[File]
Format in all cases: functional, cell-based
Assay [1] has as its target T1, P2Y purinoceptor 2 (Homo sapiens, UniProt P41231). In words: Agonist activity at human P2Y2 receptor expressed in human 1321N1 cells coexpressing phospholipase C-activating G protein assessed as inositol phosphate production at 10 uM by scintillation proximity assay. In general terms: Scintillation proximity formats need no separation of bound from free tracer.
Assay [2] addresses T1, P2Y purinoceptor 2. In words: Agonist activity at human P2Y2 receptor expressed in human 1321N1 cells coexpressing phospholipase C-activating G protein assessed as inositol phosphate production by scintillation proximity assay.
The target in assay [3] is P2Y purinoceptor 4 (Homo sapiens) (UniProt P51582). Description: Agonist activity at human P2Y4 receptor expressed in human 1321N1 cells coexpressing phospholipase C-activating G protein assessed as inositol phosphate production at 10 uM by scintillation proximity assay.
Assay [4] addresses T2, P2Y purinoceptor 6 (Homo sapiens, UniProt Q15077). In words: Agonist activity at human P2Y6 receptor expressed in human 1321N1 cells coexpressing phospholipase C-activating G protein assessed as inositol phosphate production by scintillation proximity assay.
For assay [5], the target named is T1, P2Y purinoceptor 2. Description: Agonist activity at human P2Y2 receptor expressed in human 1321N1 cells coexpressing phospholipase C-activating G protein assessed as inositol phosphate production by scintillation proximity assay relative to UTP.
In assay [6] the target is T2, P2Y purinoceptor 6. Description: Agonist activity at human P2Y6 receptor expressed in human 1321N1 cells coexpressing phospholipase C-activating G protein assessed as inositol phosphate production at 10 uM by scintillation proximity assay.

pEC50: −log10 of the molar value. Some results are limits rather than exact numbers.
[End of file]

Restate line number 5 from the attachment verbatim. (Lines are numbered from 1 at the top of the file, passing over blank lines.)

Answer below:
Assay [4] addresses T2, P2Y purinoceptor 6 (Homo sapiens, UniProt Q15077). In words: Agonist activity at human P2Y6 receptor expressed in human 1321N1 cells coexpressing phospholipase C-activating G protein assessed as inositol phosphate production by scintillation proximity assay.